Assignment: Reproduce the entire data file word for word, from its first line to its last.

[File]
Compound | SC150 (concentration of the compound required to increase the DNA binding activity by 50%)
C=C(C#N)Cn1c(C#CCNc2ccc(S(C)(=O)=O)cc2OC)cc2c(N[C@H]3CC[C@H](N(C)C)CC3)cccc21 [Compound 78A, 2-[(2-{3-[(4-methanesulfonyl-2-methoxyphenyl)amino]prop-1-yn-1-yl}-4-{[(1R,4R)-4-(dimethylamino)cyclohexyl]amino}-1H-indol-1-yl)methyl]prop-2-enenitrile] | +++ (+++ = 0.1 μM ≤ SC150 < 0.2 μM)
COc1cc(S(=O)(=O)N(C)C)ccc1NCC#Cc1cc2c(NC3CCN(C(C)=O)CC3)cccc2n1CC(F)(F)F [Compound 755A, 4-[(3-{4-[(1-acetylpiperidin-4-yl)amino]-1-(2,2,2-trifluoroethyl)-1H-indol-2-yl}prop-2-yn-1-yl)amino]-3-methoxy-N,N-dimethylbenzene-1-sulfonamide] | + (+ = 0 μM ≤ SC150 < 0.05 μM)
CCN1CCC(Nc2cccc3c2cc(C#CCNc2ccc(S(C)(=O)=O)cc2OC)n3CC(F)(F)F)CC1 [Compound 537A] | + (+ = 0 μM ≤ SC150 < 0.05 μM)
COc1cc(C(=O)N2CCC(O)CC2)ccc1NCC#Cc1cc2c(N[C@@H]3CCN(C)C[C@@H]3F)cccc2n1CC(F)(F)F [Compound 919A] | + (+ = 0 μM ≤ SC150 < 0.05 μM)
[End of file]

Compound | SC150 (concentration of the compound required to increase the DNA binding activity by 50%)
C=C(C#N)Cn1c(C#CCNc2ccc(S(C)(=O)=O)cc2OC)cc2c(N[C@H]3CC[C@H](N(C)C)CC3)cccc21 [Compound 78A, 2-[(2-{3-[(4-methanesulfonyl-2-methoxyphenyl)amino]prop-1-yn-1-yl}-4-{[(1R,4R)-4-(dimethylamino)cyclohexyl]amino}-1H-indol-1-yl)methyl]prop-2-enenitrile] | +++ (+++ = 0.1 μM ≤ SC150 < 0.2 μM)
COc1cc(S(=O)(=O)N(C)C)ccc1NCC#Cc1cc2c(NC3CCN(C(C)=O)CC3)cccc2n1CC(F)(F)F [Compound 755A, 4-[(3-{4-[(1-acetylpiperidin-4-yl)amino]-1-(2,2,2-trifluoroethyl)-1H-indol-2-yl}prop-2-yn-1-yl)amino]-3-methoxy-N,N-dimethylbenzene-1-sulfonamide] | + (+ = 0 μM ≤ SC150 < 0.05 μM)
CCN1CCC(Nc2cccc3c2cc(C#CCNc2ccc(S(C)(=O)=O)cc2OC)n3CC(F)(F)F)CC1 [Compound 537A] | + (+ = 0 μM ≤ SC150 < 0.05 μM)
COc1cc(C(=O)N2CCC(O)CC2)ccc1NCC#Cc1cc2c(N[C@@H]3CCN(C)C[C@@H]3F)cccc2n1CC(F)(F)F [Compound 919A] | + (+ = 0 μM ≤ SC150 < 0.05 μM)